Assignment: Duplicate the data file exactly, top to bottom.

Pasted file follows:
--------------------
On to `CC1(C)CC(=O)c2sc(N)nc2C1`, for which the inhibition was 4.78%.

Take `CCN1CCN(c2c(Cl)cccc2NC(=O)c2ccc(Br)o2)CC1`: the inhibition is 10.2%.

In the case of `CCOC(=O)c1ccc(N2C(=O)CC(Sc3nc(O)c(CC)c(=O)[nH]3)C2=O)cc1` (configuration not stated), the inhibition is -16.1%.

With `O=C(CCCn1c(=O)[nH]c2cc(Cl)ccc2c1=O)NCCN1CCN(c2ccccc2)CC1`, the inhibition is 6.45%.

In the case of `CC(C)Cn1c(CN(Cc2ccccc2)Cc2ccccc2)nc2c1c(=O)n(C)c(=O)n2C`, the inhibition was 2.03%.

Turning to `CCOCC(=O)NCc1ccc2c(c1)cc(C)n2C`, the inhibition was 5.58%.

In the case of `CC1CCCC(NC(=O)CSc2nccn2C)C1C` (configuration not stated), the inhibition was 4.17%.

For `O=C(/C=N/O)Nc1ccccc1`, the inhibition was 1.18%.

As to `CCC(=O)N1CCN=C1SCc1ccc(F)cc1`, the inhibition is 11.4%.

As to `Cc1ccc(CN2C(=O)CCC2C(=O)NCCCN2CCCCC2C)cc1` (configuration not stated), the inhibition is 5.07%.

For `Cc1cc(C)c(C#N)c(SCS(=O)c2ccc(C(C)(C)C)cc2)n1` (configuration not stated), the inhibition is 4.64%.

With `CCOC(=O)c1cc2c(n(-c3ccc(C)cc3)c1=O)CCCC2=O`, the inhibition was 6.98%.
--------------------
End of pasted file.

On to `CC1(C)CC(=O)c2sc(N)nc2C1`, for which the inhibition was 4.78%.

Take `CCN1CCN(c2c(Cl)cccc2NC(=O)c2ccc(Br)o2)CC1`: the inhibition is 10.2%.

In the case of `CCOC(=O)c1ccc(N2C(=O)CC(Sc3nc(O)c(CC)c(=O)[nH]3)C2=O)cc1` (configuration not stated), the inhibition is -16.1%.

With `O=C(CCCn1c(=O)[nH]c2cc(Cl)ccc2c1=O)NCCN1CCN(c2ccccc2)CC1`, the inhibition is 6.45%.

In the case of `CC(C)Cn1c(CN(Cc2ccccc2)Cc2ccccc2)nc2c1c(=O)n(C)c(=O)n2C`, the inhibition was 2.03%.

Turning to `CCOCC(=O)NCc1ccc2c(c1)cc(C)n2C`, the inhibition was 5.58%.

In the case of `CC1CCCC(NC(=O)CSc2nccn2C)C1C` (configuration not stated), the inhibition was 4.17%.

For `O=C(/C=N/O)Nc1ccccc1`, the inhibition was 1.18%.

As to `CCC(=O)N1CCN=C1SCc1ccc(F)cc1`, the inhibition is 11.4%.

As to `Cc1ccc(CN2C(=O)CCC2C(=O)NCCCN2CCCCC2C)cc1` (configuration not stated), the inhibition is 5.07%.

For `Cc1cc(C)c(C#N)c(SCS(=O)c2ccc(C(C)(C)C)cc2)n1` (configuration not stated), the inhibition is 4.64%.

With `CCOC(=O)c1cc2c(n(-c3ccc(C)cc3)c1=O)CCCC2=O`, the inhibition was 6.98%.